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This answer to Are Saturn's rings stable? begins with:

Most of Saturn's rings are inside it's Roche limit, which means they will never clump together. Tidal forces prevent this from happening.

I always confuse Roche limit and Hill sphere, so I thought I'd ask a question about both.

Question: Under what conditions could a solar system body orbiting the Sun have a Roche limit larger than its Hill sphere?

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    $\begingroup$ Another word for Hill sphere is Roche sphere, so . . . some confusion is understandable. en.wikipedia.org/wiki/Hill_sphere $\endgroup$ – userLTK Jan 28 at 8:49
  • $\begingroup$ @userLTK that may be the original source of my trouble. It's possible that I learned it that way long ago. $\endgroup$ – uhoh Jan 28 at 9:19
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    $\begingroup$ @userLTK yes now I remember, "Roche lobe" (mentioned in this answer) is exactly the term I learned to use for what we also call the Hill sphere. $\endgroup$ – uhoh Jan 29 at 0:22
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    $\begingroup$ As a sidebar, Phobos is pretty close to qualifying as a real example of this. A calculation of Phobos' hill sphere puts it about 16 km from Phobos center, less than 1 radius away from it's surface. Of-course, an orbit in those conditions becomes close to impossible, so the Roche limit isn't all that relevant. $\endgroup$ – userLTK Jan 29 at 3:01
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The Hill sphere is approximately given by

$$R_\mathrm{Hill} \approx a_\mathrm{p} \left(\frac{M_\mathrm{p}}{3M_\ast}\right)^\frac{1}{3}$$

Where $a_\mathrm{p}$ is the radius of the planet's orbit, and $M_\mathrm{p}$ and $M_\ast$ are the masses of the planet and the star respectively. This is an approximation to the size of the Roche lobe around the secondary.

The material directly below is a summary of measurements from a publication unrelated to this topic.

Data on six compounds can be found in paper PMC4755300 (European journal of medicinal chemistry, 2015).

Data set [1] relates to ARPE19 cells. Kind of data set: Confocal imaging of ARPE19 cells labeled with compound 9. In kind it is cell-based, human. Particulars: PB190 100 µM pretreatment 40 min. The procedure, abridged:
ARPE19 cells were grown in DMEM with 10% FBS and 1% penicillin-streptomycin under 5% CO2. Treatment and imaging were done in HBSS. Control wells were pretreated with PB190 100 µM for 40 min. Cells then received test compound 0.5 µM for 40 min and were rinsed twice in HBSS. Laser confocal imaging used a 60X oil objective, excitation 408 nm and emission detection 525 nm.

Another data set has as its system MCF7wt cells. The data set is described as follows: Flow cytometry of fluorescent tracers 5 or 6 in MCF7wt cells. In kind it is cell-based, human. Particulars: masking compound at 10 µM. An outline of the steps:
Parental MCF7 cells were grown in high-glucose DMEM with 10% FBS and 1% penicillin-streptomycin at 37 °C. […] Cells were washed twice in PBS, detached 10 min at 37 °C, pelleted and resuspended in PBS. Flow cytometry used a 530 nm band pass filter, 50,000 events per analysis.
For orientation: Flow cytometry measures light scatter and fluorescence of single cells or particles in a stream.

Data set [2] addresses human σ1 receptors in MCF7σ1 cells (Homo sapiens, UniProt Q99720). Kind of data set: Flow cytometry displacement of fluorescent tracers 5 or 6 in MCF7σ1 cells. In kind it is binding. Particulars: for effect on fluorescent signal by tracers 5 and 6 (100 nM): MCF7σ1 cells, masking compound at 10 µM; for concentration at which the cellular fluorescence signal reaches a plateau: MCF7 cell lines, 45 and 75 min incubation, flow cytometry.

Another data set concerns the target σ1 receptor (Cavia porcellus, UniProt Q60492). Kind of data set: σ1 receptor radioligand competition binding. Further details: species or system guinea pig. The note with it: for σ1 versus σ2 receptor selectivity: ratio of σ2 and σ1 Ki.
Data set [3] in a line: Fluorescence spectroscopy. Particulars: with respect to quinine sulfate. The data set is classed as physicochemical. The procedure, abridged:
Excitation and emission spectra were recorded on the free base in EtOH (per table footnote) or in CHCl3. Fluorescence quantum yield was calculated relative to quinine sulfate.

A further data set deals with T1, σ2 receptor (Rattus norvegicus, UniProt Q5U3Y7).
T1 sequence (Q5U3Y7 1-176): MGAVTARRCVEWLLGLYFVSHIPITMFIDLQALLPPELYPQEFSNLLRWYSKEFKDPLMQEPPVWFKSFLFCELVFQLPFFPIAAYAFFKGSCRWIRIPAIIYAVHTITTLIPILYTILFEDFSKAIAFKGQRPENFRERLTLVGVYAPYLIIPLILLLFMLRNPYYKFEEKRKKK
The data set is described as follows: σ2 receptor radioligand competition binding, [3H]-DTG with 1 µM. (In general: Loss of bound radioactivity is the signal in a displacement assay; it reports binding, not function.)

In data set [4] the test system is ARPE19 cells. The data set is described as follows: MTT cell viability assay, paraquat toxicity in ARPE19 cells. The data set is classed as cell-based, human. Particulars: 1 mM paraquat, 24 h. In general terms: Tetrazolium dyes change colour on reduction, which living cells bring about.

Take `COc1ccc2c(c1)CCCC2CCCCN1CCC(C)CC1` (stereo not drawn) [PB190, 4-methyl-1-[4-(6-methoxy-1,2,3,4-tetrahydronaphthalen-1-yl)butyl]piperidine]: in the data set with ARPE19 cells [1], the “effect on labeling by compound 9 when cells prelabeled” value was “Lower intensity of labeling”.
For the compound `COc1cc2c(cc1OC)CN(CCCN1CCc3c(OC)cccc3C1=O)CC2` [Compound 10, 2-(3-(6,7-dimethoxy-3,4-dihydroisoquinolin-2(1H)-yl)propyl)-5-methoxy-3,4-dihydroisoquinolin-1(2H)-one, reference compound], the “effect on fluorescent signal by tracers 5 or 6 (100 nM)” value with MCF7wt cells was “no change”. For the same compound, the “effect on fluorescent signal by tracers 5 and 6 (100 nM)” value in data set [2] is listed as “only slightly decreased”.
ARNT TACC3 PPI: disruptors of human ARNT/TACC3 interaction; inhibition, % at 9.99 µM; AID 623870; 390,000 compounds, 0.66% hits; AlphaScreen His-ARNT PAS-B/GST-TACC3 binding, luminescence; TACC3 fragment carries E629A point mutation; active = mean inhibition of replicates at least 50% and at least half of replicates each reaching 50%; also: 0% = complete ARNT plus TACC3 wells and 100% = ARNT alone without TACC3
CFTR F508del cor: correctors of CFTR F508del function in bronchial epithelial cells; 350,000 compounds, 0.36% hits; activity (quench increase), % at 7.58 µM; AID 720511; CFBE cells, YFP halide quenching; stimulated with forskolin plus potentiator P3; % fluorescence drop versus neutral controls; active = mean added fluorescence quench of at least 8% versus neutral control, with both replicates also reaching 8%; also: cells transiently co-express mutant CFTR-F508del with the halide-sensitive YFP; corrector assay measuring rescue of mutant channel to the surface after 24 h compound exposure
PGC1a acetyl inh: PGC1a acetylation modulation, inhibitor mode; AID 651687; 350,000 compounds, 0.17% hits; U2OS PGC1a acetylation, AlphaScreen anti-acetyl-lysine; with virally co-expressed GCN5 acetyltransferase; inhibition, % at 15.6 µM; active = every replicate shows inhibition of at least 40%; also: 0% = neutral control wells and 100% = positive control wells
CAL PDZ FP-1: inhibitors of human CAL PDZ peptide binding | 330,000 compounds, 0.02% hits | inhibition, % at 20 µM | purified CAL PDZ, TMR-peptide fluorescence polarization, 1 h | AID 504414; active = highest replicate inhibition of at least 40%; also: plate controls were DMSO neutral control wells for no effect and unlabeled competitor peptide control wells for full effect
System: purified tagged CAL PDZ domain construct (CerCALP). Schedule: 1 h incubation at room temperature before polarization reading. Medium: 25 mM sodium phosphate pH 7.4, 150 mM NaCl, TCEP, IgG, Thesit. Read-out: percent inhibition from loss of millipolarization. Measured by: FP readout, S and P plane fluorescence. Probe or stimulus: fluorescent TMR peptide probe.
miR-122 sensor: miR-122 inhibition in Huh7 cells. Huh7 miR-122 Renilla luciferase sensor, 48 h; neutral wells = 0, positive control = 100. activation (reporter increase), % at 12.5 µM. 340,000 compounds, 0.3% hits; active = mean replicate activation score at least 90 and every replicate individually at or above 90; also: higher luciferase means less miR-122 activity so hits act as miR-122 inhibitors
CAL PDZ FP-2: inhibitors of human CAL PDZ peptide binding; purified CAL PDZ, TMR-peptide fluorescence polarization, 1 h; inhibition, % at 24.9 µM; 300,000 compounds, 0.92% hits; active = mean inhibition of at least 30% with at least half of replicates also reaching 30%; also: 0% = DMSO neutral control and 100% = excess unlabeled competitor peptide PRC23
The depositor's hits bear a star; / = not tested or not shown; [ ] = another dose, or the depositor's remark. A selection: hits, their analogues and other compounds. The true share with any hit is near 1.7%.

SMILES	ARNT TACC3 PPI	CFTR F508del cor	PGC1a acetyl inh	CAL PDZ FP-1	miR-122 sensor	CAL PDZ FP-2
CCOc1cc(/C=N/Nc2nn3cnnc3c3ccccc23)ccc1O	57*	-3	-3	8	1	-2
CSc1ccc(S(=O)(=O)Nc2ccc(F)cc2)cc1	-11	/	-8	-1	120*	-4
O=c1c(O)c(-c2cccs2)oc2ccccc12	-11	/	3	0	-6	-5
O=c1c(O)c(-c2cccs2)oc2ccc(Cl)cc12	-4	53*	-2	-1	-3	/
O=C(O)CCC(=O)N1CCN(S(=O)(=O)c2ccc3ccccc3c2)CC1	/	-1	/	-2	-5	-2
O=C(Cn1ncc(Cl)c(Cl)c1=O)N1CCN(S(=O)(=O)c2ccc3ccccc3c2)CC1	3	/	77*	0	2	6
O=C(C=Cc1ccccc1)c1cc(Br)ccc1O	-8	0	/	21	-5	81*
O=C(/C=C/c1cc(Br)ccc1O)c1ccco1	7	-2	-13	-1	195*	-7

The Roche limit (not to be confused with the Roche lobe) is the limit at which tidal forces will disrupt an object held together by its own gravity. Roche derived the following formula:

$$R_\mathrm{Roche} \approx 2.44r_\mathrm{p} \left(\frac{\rho_\mathrm{p}}{\rho_\mathrm{s}}\right)^\frac{1}{3}$$

Where $r_\mathrm{p}$ is the radius of the planet, and $\rho_\mathrm{p}$ and $\rho_\mathrm{s}$ are the densities of the planet and the satellite respectively. Note that there are various different formulae for the Roche limit depending on the different assumptions being made, see the Wikipedia Roche limit article for details. For a spherical planet, this can be rewritten in terms of the planet's mass:

$$R_\mathrm{Roche} \approx 2.44 \left(\frac{3M_\mathrm{p}}{4 \pi \rho_\mathrm{s}}\right)^\frac{1}{3} \approx 1.51 \left(\frac{M_\mathrm{p}}{\rho_\mathrm{s}}\right)^\frac{1}{3}$$

So the condition you're interested in becomes:

$$1.51 \left(\frac{M_\mathrm{p}}{\rho_\mathrm{s}}\right)^\frac{1}{3} \gtrsim a_\mathrm{p} \left(\frac{M_\mathrm{p}}{3M_\ast}\right)^\frac{1}{3}$$

Cancelling and rearranging gives:

$$a_\mathrm{p} \lesssim 2.18 \left(\frac{M_\ast}{\rho_\mathrm{s}}\right)^\frac{1}{3}$$

For a satellite density of 3300 kg/m3 (similar to the Moon) with a host star the mass of the Sun, this corresponds to a planetary orbit of about 2.6 solar radii.

Needless to say, this is an extremely close star–planet separation that invalidates a lot of the approximations used to compute that limit. For example, the planet will be close to or within its Roche limit with respect to the star. If it is not itself being disrupted, it will likely be significantly non-spherical.

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  • $\begingroup$ At $2.6$ solar radii distance, the planet might have crossed itself the Roche-radius of the star, that might be worth calculating... $\endgroup$ – AtmosphericPrisonEscape Jan 28 at 22:40
  • $\begingroup$ @AtmosphericPrisonEscape - there's a good chance that a planet at such a distance would already have substantial deviations from being spherical even if it avoided disruption, which would require some changes to the formulae. $\endgroup$ – antispinwards Jan 28 at 22:51
  • $\begingroup$ In fact, $R_{\rm Roche}$ is 2.44 $R_{\odot}$ if we assume the Moon is coupled to a Jupiter-like gas giant of the same average density as the star. For a rocky planet this can be farther in, if we take Earths density, we get 1.6 $R_{\odot}$, but of course then the Hill radius is smaller already. So I don't see a physical possibility for $R_{\rm Hill}<R_{\rm Roche}$. $\endgroup$ – AtmosphericPrisonEscape Jan 28 at 23:04
  • $\begingroup$ Great, thanks! I see that this is not going to happen very often. Also thank you for mentioning Roche lobe, it clears up why I have always gotten Roche limit and Hill sphere mixed up. $\endgroup$ – uhoh Jan 29 at 0:30

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